The intraocular eyelashes are usually well tolerated and remain asymptomatic due to their relatively inert nature compared to other organic materials and the immune-privileged feature of the eye.12 The posttraumatic intraocular cilia have been reported to remain silent for 50 years.10 The intraocular eyelashes may be associated with corneal edema, granulomatous inflammation, cyst formation, intralenticular abscess, retinal detachment, endophthalmitis and even sympathetic ophthalmia.3,4,1214 Various treatment modalities have been described for treatment of iris cyst with varying outcomes. Small and asymptomatic cysts may be closely observed, while the larger cysts require surgical management.15 Conservative surgical approaches such as aspiration of the cyst have been described but are associated with a high rate of recurrence.16 Intracystic injections of low-dose anti-mitotic agents have also been found useful in recurrent secondary iris cyst.17 Needle aspiration and endodiathermy treatment of epithelial inclusion cyst of the iris have also been reported to have a good result.18 Lasers play an important role in the management of iris cysts. Lasers can be used alone or in conjunction with other treatment modalities of the iris cyst. Laser iridotomy of the cyst offers a noninvasive method of therapy for posttraumatic iris inclusion cysts but is associated with a high rate of recurrence.19 Viscoelastic dissection of the posttraumatic iris cyst has been described with an acceptable long-term outcome.20 Viscoelastic-assisted endophotocoagulation has been documented to have an excellent response in the management of secondary iris cysts.21 Various other forms of surgical excision include sector iridectomy, iridectomy plus cryotherapy, iridocyclectomy, iridectomy with corneal curettage and posterior corneal lamellar dissection.22 In our case, sector iridectomy was done to excise the iris cyst in toto along with the intraocular eyelashes removal through the limbal approach. Viscoelastic substance was used so that the cyst could be excised with minimal trauma to the corneal endothelium and adjacent ocular structures. The postoperative visual outcome was good, and there were no significant complications associated with the procedure.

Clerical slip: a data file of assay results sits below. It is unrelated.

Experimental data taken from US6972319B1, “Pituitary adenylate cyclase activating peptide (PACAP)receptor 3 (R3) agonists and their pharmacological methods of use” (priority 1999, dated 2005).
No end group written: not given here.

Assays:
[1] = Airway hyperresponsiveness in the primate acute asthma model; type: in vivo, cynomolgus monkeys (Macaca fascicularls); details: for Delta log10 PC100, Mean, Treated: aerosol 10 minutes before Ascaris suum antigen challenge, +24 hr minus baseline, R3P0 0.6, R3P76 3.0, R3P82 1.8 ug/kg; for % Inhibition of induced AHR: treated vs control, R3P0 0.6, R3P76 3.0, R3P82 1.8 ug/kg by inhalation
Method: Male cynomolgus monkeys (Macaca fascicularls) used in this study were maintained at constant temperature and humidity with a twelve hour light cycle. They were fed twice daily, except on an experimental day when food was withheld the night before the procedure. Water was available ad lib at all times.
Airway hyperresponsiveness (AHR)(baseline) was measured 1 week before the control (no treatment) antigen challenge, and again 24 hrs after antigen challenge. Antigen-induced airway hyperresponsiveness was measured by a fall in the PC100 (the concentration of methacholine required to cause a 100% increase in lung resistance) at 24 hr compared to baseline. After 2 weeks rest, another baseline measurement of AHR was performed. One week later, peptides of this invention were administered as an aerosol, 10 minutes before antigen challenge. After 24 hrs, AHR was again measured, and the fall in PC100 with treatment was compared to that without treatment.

Conclusion

Intraocular implantation of eyelashes following penetrating eye injury can remain asymptomatic for a long period; however, late development of iris cyst may occur. Various surgical techniques, ranging from minimally invasive laser procedures to extensive surgical procedures, have been described with variable outcomes. We report a relatively uncommon case with coexistence of two intraocular eyelashes and a secondary iris cyst after 2 years of asymptomatic period following penetrating eye injury and its successful management with intraocular eyelashes removal and sector iridectomy.

Acknowledgments

Written informed consent for the publication of the case report and images was obtained from the patient. The authors’ thanks go the patient for permitting them to report this case, and to Mr Dipesh Ram for helping with the patient interaction and clinical photography.

Footnotes

Author contributions

SS examined and managed the patient, reviewed the literature and drafted the manuscript. LRP diagnosed and managed the case and supervised and drafted the manuscript. SKS critically analyzed the manuscript and offered valuable suggestions. All authors contributed toward data analysis, drafting and critically revising the paper, gave final approval of the version to be published, and agree to be accountable for all aspects of the work.

Disclosure

The authors report no conflicts of interest in this work.